The central questions of the Arab uprisings—what is the appropriate relationship between religion and politics and what is the function of the national security state —have developed into a vigorous debate amongst actors from across the political spectrum. But what, exactly, is secularism? What is its relationship to the ‘deep state’ in Egypt? In Questioning Secularism, Hussein Ali Agrama focuses on the Fatwa councils and family law courts of Egypt just prior to the revolution, to argue that secularism is a historically contingent phenomenon that works through a series of paradoxes that it creates. He probes the meaning of secularism and the ambiguities that lie at its heart. Reviewed by Corinna Mullin.
Questioning Secularism: Islam, Sovereignty, And The Rule Of Law In Modern Egypt. Hussein Ali Agrama. University of Chicago Press. November 2012.
Hussein Ali Agrama was finishing the manuscript for his book in late 2011 as the dramatic events that would eventually result in the ousting of Hosni Mubarak unfolded in Egypt. Questioning Secularism nevertheless provides a compelling lens through which to make sense of recent developments in Egypt, including ongoing forms of revolutionary mobilisation, the actions of a firmly entrenched ‘deep-state’, and attempts by various political elites to usurp revolutionary legitimacy. Combining insights from the anthropology of religion and law, the book makes two key claims: that liberal secularism is one of the principal means through which modern state power operates, and that spaces of ‘asecularity’ are the most evident means by which this power is resisted.
Agrama starts from the premise that, with respect to the modern state, the domains of the religious and the secular must be understood as ‘mutually constitutive of each other’ though often in ‘tense and contradictory ways’ (p. 1). Agrama begins by grappling with a paradox posed by Talal Asad’s contention that ‘the concepts, assumptions, sensibilities, and practices of secularism as a doctrine’ often work in a way ‘to undermine secularism as a modern political arrangement’ (p. 2). Agrama takes the secularism puzzle one step further, by seeking to understand not only why this undermining occurs, but also the modes and modalities through which it occurs. In order to do so, he makes the case for examining secularism as a ‘problem-space, constituted by a historical ensemble of questions and stakes and characterized by continual contestation’ (105).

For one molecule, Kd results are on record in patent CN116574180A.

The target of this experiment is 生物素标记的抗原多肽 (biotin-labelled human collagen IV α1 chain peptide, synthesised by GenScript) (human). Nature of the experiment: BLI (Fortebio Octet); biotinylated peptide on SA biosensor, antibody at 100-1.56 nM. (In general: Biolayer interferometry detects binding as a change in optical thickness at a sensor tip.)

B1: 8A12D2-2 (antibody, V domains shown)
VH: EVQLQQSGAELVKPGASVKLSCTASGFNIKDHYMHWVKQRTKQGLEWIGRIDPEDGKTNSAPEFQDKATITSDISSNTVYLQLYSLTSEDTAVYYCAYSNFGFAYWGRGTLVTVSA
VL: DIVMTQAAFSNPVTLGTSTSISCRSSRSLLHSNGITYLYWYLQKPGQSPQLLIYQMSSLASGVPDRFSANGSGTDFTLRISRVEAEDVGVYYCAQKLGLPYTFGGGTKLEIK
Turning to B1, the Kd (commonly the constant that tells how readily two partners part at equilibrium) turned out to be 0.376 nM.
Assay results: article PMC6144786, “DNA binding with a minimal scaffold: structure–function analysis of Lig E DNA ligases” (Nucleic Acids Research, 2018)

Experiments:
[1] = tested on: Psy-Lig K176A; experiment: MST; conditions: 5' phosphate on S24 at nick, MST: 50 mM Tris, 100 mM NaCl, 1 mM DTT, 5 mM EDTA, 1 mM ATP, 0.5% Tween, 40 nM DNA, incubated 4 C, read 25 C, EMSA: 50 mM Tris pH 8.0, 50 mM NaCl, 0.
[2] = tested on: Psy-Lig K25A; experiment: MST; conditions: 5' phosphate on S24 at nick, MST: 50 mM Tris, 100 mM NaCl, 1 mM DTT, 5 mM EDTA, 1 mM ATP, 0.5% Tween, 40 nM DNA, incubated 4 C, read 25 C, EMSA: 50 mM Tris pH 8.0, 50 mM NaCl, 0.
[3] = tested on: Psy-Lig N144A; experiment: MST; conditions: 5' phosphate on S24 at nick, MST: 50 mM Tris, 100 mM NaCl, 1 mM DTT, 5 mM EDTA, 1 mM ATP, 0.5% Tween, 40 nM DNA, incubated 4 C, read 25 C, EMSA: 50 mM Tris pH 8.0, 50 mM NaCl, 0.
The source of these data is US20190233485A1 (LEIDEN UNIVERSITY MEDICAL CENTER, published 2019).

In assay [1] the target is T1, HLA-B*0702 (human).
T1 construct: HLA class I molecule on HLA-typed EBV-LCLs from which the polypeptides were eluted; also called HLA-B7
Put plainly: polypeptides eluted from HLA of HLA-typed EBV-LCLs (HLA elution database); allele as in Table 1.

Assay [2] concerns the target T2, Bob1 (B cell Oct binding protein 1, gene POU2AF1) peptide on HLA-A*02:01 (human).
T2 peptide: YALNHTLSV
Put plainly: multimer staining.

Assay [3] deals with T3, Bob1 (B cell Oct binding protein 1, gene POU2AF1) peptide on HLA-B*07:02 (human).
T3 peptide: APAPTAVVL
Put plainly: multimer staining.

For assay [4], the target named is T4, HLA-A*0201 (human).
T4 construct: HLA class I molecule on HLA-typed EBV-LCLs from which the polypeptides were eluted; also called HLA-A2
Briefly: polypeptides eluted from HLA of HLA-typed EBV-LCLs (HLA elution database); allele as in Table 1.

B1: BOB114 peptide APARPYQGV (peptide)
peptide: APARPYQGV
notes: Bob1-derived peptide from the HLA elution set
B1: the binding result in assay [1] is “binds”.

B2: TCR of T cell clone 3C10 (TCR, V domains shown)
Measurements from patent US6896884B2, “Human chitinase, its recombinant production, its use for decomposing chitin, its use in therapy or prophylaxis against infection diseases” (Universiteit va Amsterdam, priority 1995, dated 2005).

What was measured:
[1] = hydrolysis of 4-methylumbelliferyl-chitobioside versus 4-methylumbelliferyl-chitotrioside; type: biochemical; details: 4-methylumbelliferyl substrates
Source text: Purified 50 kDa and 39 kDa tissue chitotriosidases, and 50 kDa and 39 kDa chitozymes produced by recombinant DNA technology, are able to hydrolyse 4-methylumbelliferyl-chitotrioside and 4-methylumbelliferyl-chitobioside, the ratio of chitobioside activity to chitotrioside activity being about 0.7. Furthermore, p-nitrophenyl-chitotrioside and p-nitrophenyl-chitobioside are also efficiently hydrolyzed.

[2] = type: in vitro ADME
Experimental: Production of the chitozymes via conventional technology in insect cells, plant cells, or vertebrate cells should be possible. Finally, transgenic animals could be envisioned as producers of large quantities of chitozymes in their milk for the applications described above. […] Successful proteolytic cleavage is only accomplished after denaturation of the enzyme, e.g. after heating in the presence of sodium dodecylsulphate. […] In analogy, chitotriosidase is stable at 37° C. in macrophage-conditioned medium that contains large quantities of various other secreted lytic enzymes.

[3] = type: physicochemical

In order to explore these tensions and paradoxes of secularism as it moves from doctrine to practice, Agrama examines the case of Egypt. This may seem a counterintuitive case by which to explore modern secularity, given the primary place of religion in the Egyptian state even before the Muslim Brotherhood’s ascent to power. But through a discussion of how state interventions in a ‘liberal direction’ (p. 3) have transformed even those areas of the Egyptian legal and institutional framework that clearly seem guided by religion and religious law, the author argues that Egypt is the ideal case to explore the ‘deeper anxieties’ concerning ‘contemporary secularity and our abilities to define and secure it’ (p. 3).
Islam as Discursive Tradition
In order to understand the dynamics of these legal transformations, and the affective-conceptual structures through which they function, Agrama undertakes a detailed ethnography of both the personal status courts and the Fatwa Council of Al-Azhar, both of which derive their decisions from Shari’a and deal with overlapping issues, in particular in relation to the private affairs of family. Although, as Agrama argues, the courts have come to operate according to very different ‘conceptual and affective relationships’ they nonetheless share similar roots in the set of 19th century British colonial-era legal and institutional reforms, when ‘the active principle of secularism, a public/private distinction, and a rule of law framework’ came to be established (p100).
As Agrama points out, it was only relatively recently that the fatwa and the court were separated into ‘exclusive spaces of their own’, entailing a gradual process of liberal legal reform that ‘aimed at bringing the Shari’a under the rule of law’ (p. 111). From then on, the courts would consist of a space in which all those features of the ‘rule of law’ would be invested, whereas the Fatwa Council would address those aspects ‘deemed irrelevant to the rule of law’. As such, a comparison between the courts and the council enables Agrama to highlight and map the complex interactions between two seeming disparate legal traditions and the resulting transformations that occur in the way in which Sharia’ is understood and practiced. In doing so, he also facilitates a more general understanding of the ways in which authority functions in the modern state (p.111).
The ‘Law’s Suspicion’ and Fatwa’s Authority
One of the key conclusions derived from this comparison is the distinction between the type of authority on display through the Fatwa Councils, in which rulings are often followed despite their non-binding character, as opposed to those of the personal status courts, which, though intended to be binding, are generally only follow when combined with some form of enforcement measure (p. 119). Many of the examples provided pertain to issues of marriage and divorce.